For anonymous teams, you can still gain insight into their online status. What did they write on social media or elsewhere?

If they are developers, please check their GitHub contributions. DM them and see if they are willing to answer any questions. Double check the roadmap. Take a look at the timeline to assess whether it is the right time to deploy funds. If a project doesn’t deliver its main product within two years, there may be no rush to invest. Use the roadmap to assess whether teams are delivering on time or achieving their milestones. Transparency in this regard is also important.

Then, start doing competitor analysis.

Who are the pioneers in the industry and how does the market cap compare? What are the advantages of this protocol compared to competitors? Are they successful in attracting users? Why would users use this project instead of a competitor’s solution?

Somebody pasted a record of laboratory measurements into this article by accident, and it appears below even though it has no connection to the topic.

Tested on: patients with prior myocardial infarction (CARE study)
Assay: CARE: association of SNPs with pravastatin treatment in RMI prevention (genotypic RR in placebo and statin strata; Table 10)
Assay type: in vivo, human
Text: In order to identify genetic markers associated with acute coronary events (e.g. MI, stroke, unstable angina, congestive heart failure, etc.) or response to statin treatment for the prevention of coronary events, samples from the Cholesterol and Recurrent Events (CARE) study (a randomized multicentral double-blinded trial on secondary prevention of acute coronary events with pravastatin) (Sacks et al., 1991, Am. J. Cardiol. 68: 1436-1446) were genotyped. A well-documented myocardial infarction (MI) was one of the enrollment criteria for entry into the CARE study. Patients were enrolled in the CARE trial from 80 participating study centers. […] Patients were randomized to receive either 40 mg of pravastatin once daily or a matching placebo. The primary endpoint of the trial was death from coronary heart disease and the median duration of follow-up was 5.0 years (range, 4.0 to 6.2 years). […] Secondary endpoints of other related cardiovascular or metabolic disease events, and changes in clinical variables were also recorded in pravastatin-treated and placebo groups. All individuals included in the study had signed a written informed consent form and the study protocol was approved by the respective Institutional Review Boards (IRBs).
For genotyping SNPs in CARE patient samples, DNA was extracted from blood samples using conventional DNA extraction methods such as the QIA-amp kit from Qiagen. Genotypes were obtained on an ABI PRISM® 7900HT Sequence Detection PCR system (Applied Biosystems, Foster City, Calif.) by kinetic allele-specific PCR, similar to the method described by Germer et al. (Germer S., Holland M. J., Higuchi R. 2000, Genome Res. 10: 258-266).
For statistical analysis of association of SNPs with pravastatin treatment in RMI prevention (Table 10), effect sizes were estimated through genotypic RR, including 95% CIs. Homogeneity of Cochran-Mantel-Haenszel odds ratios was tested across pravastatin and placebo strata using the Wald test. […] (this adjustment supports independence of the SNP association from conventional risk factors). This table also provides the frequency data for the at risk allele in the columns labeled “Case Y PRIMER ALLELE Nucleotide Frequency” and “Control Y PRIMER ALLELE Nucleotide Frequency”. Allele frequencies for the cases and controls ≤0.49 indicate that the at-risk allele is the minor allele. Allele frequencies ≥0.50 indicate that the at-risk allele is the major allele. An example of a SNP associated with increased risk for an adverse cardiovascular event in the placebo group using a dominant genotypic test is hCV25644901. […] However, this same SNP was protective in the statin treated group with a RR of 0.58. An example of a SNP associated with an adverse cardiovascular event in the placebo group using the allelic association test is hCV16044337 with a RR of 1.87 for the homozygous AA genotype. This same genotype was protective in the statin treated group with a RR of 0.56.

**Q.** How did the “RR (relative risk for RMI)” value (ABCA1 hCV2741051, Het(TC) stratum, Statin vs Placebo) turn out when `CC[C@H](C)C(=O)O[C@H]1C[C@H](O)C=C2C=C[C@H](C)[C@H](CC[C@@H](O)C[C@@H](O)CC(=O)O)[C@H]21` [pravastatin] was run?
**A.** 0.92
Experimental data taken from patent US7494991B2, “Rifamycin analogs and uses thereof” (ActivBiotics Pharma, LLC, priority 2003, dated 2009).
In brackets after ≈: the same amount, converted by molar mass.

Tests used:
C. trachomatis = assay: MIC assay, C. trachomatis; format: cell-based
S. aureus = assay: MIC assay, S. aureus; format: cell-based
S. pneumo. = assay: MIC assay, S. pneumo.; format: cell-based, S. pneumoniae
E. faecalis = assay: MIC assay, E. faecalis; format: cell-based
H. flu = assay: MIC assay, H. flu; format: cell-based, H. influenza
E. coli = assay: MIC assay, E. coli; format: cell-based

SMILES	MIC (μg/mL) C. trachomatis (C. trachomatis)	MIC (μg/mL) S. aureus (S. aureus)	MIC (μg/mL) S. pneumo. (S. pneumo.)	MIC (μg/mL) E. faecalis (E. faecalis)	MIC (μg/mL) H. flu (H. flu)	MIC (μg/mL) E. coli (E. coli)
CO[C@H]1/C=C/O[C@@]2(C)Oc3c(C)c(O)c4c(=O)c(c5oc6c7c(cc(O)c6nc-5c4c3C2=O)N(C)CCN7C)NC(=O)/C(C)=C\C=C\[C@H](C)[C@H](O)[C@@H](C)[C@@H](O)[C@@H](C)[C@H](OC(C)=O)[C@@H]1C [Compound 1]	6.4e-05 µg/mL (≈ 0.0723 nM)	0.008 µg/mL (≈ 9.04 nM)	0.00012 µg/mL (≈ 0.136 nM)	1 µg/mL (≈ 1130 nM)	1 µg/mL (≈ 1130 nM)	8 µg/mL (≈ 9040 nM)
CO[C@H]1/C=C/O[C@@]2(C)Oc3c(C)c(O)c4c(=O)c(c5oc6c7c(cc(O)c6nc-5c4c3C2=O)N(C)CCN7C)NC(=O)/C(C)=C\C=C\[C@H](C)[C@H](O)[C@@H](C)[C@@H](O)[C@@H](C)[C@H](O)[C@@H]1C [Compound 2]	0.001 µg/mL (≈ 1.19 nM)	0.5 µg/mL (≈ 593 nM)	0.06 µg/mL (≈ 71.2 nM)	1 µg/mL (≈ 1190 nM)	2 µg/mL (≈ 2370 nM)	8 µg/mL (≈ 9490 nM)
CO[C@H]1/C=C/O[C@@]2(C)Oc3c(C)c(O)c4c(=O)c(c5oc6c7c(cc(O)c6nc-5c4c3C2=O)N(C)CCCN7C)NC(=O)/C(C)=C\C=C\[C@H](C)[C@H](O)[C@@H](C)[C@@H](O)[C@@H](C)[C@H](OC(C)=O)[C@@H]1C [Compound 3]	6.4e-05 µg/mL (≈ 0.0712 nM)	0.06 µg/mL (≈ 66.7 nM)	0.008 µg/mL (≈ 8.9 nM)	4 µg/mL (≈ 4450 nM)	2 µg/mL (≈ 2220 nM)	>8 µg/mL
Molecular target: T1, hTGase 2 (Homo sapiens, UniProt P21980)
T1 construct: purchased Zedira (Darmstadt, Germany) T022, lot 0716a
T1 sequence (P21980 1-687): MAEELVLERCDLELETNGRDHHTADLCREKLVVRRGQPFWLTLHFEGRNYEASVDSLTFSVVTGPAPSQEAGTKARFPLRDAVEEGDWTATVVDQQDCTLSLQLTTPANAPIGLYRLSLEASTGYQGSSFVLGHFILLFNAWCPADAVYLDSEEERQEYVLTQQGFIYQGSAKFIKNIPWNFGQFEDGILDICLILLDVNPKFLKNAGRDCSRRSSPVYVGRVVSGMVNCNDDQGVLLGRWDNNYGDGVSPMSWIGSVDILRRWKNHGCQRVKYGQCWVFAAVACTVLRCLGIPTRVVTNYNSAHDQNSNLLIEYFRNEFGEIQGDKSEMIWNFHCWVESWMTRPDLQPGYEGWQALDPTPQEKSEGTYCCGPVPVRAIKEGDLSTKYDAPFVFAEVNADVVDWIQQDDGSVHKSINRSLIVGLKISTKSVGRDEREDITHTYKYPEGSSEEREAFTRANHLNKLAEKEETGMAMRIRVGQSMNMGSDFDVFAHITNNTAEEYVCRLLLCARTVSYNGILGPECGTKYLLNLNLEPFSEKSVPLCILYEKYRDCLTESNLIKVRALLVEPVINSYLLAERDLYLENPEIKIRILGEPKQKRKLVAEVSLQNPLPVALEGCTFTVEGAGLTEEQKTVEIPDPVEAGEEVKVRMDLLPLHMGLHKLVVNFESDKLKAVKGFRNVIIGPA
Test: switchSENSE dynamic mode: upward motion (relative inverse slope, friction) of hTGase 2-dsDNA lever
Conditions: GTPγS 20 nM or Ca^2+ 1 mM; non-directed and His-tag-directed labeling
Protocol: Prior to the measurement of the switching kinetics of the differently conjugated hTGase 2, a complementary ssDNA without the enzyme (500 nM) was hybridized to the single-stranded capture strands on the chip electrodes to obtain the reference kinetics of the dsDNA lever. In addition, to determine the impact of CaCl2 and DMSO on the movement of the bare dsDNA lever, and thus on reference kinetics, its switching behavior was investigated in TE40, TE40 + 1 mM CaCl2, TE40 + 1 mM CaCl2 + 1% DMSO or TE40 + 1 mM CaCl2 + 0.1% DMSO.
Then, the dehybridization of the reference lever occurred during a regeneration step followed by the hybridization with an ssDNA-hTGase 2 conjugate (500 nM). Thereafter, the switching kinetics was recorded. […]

Then there’s social media analytics

How does the project communicate on social media? Is their marketing in place? Have they cultivated a strong community willing to help with marketing? Are there a lot of social activities related to the project? Join Discord and Telegram and get a feel for the project community. Are they discussing the complexity of the project in depth? Or is it just producing FOMO sentiment for no reason? Has the community made great memes? Meme demonstrates a passionate and strong community and helps spread the narrative of the project. 

CT is one of the best and worst places to do project analysis. Compiled tweets are always worth reading to see if you missed any key details in your own research. 

What does UI/UX look like? This is like a subjective analysis category. But you have to decide if it’s a good experience for the user, if the interface is intuitive and easy to use without someone going to Google “how to use _______”.

Yearn in 2020 VS Yearn in 2022

68ba4fc5c3acc68fcfc35828a82f9bf.png